RAID 0 Without the Hassle


I currently have a Core i7 running on Windows 7 Professional with a single 750 GB WD Caviar Black 7200RPM Hard Drive. I wish to buy a new hard drive and go to RAID 0 setup to speed up performance. Is there any way to accomplish this without having to reformat the original single hard drive and reinstall Windows and all other software? Thanks, I appreciate the help.
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  1. I ran a test using two WD Green drives when I first set up my system. With one drive it took Windows 21 seconds to boot (after the completion of the BIOS POST), with two in a motherboard RAID 0 set Windows took 18 seconds. That's about a 15% difference. It's even less of an impact when you consider that 3-second difference in a 20-second boot time comes after a 30-second wait for the BIOS POST. You can time the difference with a stopwatch, but you sure don't notice it in practice.

    RAID 0 can make a noticeable difference for sequential transfers, but for the kind of booting and application startup performance that most people are looking for it really doesn't do much of anything for you.
  2. Hmmm. I remember reading an article stating that RAID 0 provided about 30-40% performance boost. I don't care too much about Windows boot times. I do care about file transfer times and game loading times. If anyone else can attest to the weak performance boost, as stated by sminlal, then maybe formatting my entire drive and having to reinstall everything isn't really worth it after all.

    But RAID 0 just looks and sounds too cool. =)
  3. You can get a 30-40$ performance increase in doing workstation I/O and heavy database work. In booting, it speeds things up about gaming, anywhere between 2 and 7% should be expected.

    In some instances performance can decrease.
  4. Booting windows or a game, it should be the same. It isn't really going to do much. Even SSDs should show limited improvement. Sure it can transfer really fast, but you'd need a powerful CPU to handle it. Add in the fact that there are driver issues and possible loss of a drive and you have the reasons I tell people to avoid AID0 for your OS.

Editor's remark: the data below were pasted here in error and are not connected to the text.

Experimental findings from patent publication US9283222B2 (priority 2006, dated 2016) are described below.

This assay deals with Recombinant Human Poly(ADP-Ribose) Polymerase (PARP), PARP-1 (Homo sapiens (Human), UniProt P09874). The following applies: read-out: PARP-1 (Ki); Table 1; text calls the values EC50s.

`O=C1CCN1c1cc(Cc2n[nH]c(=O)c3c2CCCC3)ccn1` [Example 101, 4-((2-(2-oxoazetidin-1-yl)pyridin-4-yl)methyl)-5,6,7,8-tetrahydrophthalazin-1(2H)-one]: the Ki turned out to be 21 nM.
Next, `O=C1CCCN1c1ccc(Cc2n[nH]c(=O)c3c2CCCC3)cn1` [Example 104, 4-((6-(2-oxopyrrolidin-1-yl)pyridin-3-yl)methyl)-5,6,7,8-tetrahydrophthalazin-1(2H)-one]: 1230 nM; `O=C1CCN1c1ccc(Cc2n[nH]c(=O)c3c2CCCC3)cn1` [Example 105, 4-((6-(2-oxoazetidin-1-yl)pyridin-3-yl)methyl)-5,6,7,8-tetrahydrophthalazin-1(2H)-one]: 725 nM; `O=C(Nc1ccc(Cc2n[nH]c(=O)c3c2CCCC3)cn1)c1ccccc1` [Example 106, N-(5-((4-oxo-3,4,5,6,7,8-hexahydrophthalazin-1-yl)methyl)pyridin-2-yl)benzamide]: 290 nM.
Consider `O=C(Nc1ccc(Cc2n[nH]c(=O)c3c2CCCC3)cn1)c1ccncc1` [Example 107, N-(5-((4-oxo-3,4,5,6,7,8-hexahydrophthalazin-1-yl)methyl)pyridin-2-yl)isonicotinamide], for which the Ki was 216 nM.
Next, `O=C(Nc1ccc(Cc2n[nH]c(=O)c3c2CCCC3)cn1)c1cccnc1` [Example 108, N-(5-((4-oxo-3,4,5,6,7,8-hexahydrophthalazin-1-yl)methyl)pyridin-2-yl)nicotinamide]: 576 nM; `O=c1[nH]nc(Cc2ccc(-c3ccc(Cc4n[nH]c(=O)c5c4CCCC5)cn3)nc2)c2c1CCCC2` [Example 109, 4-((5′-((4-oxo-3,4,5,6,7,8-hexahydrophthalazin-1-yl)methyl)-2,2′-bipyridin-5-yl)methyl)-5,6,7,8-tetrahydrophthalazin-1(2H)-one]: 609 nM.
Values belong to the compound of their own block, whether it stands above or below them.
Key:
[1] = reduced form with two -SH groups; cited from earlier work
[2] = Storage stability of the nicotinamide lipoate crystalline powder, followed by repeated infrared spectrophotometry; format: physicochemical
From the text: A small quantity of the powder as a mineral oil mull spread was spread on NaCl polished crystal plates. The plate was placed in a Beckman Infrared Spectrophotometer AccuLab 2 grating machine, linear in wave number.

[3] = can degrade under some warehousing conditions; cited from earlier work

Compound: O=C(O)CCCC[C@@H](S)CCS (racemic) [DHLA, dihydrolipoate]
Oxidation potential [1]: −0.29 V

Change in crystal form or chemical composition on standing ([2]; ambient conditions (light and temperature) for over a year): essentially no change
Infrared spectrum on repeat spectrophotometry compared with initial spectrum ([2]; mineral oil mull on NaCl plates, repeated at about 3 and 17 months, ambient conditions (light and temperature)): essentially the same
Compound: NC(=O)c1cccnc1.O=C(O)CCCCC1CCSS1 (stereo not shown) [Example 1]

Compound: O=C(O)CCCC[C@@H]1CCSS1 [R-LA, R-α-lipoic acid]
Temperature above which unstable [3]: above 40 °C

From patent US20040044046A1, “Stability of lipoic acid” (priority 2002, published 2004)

5. Here are links for good reading; Does RAID0 Really Increase Disk Performance?, and RAID Matrix Charts. There are plenty of articles and opinions when it comes to the practical implementation of RAID0. The biggest issue to be aware of when considering RAID0 for your OS and apps is the fact that if there is a mechanical hard drive failure, the data is (for all intents and purposes) gone. If the RAID array fails as a result of a software, driver, cable, or power surge, more times than not, the data is recoverable. Regular back-ups of all important data and files is more than recommended, it should be considered a basic computer skill. Using a RAID0 for the OS and apps combined with a large single drive for storage purposes is a favored configuration. Lastly, SSD's are the BOMB-DIGGITY! Cost aside, a single SSD is better than any RAID0.

    When you look at the benchmarks RAID0 will always be faster than a single drive; that is the intent of RAID0. When it comes to boot times and application load times, RAID0 is also a question of perceived performance improvements. Does 15% on some comparison chart directly relate to faster load times and less waiting? I dunno...prolly...actually it does but that also depends on how you configure the RAID0 array. The RAID scaling charts show that RAID0 scales very well as more drives are added. Interesting...

    I like using RAID0 for my OS and apps, been doing it for several builds. Currently running a Highpoint 2310 with 4-80GB WD's and I'm happy with it, I will attest that it does load WinXP 64bit and Ubuntu 9.04 nicely as well as reduce load times. Many small single platter drives (4+) offer better performance over two large GB drives with 3+ platters and you still have plenty of disk space.